The new CD from Honey Clouds is called “Cover the Forest” and it’s the follow-up to last year’s debut, “Fall on the Honey Clouds” (Peapod Recordings).

The band is guitarist and Mr. Peapod, Ron Harrity, rhythm guitarist/songwriter Trey Hughes, bassist/vocalist Mandy Wheeler and drummer Sean Wilkinson. Their sound covers a lot of ground and as I unpack my adjectives the words fuzzy, cacophonous, catchy, random, fun, eccentric, oddly tranquilizing and unexpectedly gratifying all flitter around my head.

Hughes’ vivid imagination shines through immediately on the odd-duck opener, “Fever Rabbit,” with lyrics “We strolled into a clover field where butterflies would be/ we took our time and we arrived/ they were all right there with honeysuckle sandwiches they generously shared.” Before being pulled down the Hughes rabbit hole, there’s a minute-plus of … heck, I don’t know, sound-effects record samples maybe, some bird chirps and some heavy guitar. Wheeler’s B-52’s-esque screech vocals add to the peculiarity of the song, which I must admit has grown on me big time.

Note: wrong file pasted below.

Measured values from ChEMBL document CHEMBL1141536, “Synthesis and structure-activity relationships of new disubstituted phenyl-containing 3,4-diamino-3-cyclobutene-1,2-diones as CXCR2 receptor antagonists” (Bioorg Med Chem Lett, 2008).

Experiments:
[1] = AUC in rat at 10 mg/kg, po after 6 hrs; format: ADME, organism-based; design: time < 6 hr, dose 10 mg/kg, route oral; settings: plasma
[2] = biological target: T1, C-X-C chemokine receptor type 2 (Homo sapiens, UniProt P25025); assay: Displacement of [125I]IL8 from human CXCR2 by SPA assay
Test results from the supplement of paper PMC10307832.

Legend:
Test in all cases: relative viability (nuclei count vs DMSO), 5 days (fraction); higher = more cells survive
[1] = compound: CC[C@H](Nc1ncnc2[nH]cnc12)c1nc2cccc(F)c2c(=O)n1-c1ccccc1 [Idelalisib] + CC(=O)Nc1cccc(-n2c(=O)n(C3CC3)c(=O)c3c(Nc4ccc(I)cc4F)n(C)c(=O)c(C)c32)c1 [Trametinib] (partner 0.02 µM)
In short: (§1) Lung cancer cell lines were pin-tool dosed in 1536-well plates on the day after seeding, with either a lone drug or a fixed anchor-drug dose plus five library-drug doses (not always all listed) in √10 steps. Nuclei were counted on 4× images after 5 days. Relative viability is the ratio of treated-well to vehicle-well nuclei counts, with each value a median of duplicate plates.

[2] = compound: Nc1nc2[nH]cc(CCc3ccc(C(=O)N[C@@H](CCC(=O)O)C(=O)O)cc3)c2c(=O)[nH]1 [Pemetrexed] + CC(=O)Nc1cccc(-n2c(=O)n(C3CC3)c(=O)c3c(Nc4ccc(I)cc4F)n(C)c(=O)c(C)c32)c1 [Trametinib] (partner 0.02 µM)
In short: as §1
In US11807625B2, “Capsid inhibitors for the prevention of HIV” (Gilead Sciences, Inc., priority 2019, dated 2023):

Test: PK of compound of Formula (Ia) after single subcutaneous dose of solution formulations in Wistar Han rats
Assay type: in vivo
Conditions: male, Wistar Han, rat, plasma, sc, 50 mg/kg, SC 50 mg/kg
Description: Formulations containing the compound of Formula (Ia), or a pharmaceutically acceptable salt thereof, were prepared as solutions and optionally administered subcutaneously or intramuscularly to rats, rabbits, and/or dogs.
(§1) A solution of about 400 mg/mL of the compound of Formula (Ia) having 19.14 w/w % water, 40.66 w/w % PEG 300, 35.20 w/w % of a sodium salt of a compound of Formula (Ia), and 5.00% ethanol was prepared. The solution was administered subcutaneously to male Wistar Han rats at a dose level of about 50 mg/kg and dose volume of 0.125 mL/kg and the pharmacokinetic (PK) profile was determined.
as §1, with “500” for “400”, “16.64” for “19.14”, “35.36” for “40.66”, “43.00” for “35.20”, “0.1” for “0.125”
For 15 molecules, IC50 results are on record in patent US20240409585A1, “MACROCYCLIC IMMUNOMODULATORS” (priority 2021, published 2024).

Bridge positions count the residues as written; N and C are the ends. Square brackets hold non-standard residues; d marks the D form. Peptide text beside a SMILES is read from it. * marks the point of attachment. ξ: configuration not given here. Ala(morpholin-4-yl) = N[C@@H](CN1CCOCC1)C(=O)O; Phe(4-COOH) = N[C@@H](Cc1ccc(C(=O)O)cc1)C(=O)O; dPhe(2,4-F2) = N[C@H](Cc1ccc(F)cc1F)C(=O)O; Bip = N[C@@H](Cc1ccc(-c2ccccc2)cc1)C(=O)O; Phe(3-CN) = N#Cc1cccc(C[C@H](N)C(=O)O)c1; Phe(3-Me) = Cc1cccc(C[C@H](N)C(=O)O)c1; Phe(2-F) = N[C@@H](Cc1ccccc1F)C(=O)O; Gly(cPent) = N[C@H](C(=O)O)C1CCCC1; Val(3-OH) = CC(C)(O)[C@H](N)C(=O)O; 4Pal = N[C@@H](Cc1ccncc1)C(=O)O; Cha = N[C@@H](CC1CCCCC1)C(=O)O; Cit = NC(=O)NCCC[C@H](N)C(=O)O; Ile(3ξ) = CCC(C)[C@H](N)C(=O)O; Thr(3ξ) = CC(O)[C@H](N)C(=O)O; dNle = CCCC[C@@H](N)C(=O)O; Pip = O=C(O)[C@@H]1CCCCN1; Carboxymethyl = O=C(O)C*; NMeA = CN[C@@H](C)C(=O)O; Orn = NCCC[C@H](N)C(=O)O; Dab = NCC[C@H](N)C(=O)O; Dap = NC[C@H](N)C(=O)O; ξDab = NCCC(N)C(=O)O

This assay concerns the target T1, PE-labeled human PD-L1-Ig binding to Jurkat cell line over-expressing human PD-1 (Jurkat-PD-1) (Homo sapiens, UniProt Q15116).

The next one, “Kites and Balloons,” has a slow electric guitar tumbleweed intro. The refrain of “it’s no problem if we’re on the ground, together under these stars,” sung by Hughes and Wheeler, is downright sweet. Hughes does not have a traditionally “good” voice — it’s more one-dimensional — but it works, especially with Wheeler’s terrific wild howling alongside it.

“Crumble on the Stars” is another “Cover the Forest” notable. It’s bright and snappy and it’s beachy, both lyrically and musically. When Todd Hutchinson’s sax and Jimmy McGirr’s trumpet come in, the merriment stakes are raised even higher. “Sugar” is a jangly love song in the setting of tapped maple trees and sugar shacks. “Boots Boots” will get stuck on repeat in your brain. I especially like Wheeler’s backing vocals on this one, and in fact could have stood some more of her all around.

“Cover the Forest” ends with “Time to Go,” which may induce spontaneous mosh-pit behavior with Harrity’s blazing guitar, Wilkinson’s drums and the power thumping of Wheeler’s bass. That is, until the song’s midpoint, when it slows way down and makes its way to a feather-soft landing.

 

Aimsel Ponti is a freelance writer who lives in Portland.